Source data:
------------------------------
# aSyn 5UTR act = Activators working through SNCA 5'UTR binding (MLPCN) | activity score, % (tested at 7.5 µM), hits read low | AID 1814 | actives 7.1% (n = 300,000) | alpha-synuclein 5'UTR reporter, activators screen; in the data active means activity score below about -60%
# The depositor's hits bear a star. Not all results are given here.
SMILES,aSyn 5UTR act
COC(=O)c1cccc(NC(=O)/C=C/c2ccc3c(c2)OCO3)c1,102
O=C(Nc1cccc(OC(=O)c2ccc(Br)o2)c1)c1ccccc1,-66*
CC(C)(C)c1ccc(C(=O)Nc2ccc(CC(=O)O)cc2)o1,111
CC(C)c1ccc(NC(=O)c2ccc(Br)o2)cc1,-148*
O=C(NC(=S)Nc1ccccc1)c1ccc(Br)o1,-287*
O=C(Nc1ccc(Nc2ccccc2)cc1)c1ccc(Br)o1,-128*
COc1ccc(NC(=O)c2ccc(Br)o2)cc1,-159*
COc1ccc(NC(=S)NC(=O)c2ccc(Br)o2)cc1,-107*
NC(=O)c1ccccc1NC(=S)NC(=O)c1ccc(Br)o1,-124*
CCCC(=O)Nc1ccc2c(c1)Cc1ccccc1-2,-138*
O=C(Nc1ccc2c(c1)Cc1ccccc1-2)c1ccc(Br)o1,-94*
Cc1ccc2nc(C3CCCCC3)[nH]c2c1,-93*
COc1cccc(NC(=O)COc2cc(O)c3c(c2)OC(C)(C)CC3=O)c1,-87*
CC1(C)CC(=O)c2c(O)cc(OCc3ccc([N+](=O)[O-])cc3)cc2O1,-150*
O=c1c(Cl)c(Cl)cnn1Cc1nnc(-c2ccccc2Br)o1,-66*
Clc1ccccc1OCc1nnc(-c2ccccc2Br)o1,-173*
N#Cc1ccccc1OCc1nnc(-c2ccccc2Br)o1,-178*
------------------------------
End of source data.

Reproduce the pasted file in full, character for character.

# aSyn 5UTR act = Activators working through SNCA 5'UTR binding (MLPCN) | activity score, % (tested at 7.5 µM), hits read low | AID 1814 | actives 7.1% (n = 300,000) | alpha-synuclein 5'UTR reporter, activators screen; in the data active means activity score below about -60%
# The depositor's hits bear a star. Not all results are given here.
SMILES,aSyn 5UTR act
COC(=O)c1cccc(NC(=O)/C=C/c2ccc3c(c2)OCO3)c1,102
O=C(Nc1cccc(OC(=O)c2ccc(Br)o2)c1)c1ccccc1,-66*
CC(C)(C)c1ccc(C(=O)Nc2ccc(CC(=O)O)cc2)o1,111
CC(C)c1ccc(NC(=O)c2ccc(Br)o2)cc1,-148*
O=C(NC(=S)Nc1ccccc1)c1ccc(Br)o1,-287*
O=C(Nc1ccc(Nc2ccccc2)cc1)c1ccc(Br)o1,-128*
COc1ccc(NC(=O)c2ccc(Br)o2)cc1,-159*
COc1ccc(NC(=S)NC(=O)c2ccc(Br)o2)cc1,-107*
NC(=O)c1ccccc1NC(=S)NC(=O)c1ccc(Br)o1,-124*
CCCC(=O)Nc1ccc2c(c1)Cc1ccccc1-2,-138*
O=C(Nc1ccc2c(c1)Cc1ccccc1-2)c1ccc(Br)o1,-94*
Cc1ccc2nc(C3CCCCC3)[nH]c2c1,-93*
COc1cccc(NC(=O)COc2cc(O)c3c(c2)OC(C)(C)CC3=O)c1,-87*
CC1(C)CC(=O)c2c(O)cc(OCc3ccc([N+](=O)[O-])cc3)cc2O1,-150*
O=c1c(Cl)c(Cl)cnn1Cc1nnc(-c2ccccc2Br)o1,-66*
Clc1ccccc1OCc1nnc(-c2ccccc2Br)o1,-173*
N#Cc1ccccc1OCc1nnc(-c2ccccc2Br)o1,-178*